Chateau Tongariro is a New Zealand hotel and resort complex located close to Whakapapa ski-field on the slopes of Mount Ruapehu. It is also close to the volcanic peaks of Mount Tongariro and Mount Ngauruhoe, within the borders of the Tongariro National Park, New Zealand’s oldest national park.
The Chateau Tongariro Hotel building was finished in 1929 and remains in a pre-Depression era style, despite recent refurbishment.
In 1887 the Ngati Tuwharetoa chief, Horonuku Te Heu Heu Tukino gifted the Maori tribes land to the people of New Zealand. The intent was ensure the area, including the sacred peaks of Ruapehu, Ngauruhoe and Tongariro, was protected for all time, for all people.
In 1923, the Tongariro National Park Board investigated a site for a hostel to encourage tourists to visit the newly formed National Park. In 1925 the New Zealand Government offered to lease the land and lend up to £40,000 to any company which would build and operate a hotel on the site. That same year a new road was pushed through towards Mt Ruapehu using labour from the Whakapapa prison camp early in 1925. Until then the trail to Whakapapa had been a rough and potentially dangerous trek with many kilometres of untamed country to cross on foot or horseback, wild rivers to ford and mountainous terrain to navigate.
The Chateau was designed by Timaru-based architect Herbert Hall , who based his design on the Canadian Resort of Lake Louise and design it in a neo-Georgian structure of four stories and basement.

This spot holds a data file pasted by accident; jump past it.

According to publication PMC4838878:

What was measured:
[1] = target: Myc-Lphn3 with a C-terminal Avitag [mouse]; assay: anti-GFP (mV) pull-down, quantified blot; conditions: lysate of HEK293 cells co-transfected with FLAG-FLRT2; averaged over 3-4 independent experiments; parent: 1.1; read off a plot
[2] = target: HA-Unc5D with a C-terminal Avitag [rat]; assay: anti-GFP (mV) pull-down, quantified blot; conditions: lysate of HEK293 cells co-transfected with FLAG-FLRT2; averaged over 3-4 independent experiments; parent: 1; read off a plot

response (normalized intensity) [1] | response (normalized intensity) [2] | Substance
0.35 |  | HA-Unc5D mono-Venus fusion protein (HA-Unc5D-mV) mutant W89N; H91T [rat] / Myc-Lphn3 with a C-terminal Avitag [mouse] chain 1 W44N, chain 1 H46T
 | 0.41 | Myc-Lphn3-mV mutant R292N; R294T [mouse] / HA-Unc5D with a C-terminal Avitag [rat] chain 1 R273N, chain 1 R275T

The foundation stone was laid in early 1929. Using a workforce of over 80, with the construction company offering an incentive of free accommodation and a free suit to workers. Most of the labourers were recruited from the Waikune Prison. Construction was completed on 1st August 1929.
The Chateau was commandeered by the New Zealand government as an asylum when an earthquake damaged a hospital in Wellington and then served as a rest and recuperation centre for Air Force personnel returning from service in World War II. In 1948, newly renovated, the Chateau reopened to provide accommodation for visitors to Mt Ruapehu and the Tongariro National Park.
Chateau Tongariro Hotel’s spooky tales date back to its use as a women’s asylum in the early 1940’s, following the temporary closure of the Porirua Lunatic Asylum due to the 1942 Wairarapa earthquake. The staff tell stories of a nurse named Charlotte, who was said to have died in one of the rooms. It is believed that Charlotte continues to make her presence felt in the hotel, particularly in one of the rooms which was said to be her favourite.
Staff and guests also report mysterious instances of fires stuttering in their fireplaces, and curtains moving as if blown by a strong breeze, despite no breeze being felt. Many also remark on the hotel’s resemblance to the Overlook Hotel from Stephen King’s The Shining, which was based on the notoriously haunted Stanley Hotel in Colorado.
Is it possible the presence of former staff, patients and soldiers still linger in the halls of this remote landmark? If you have a tale to tell about Chateau Tongariro Hotel, let us know in the comments below.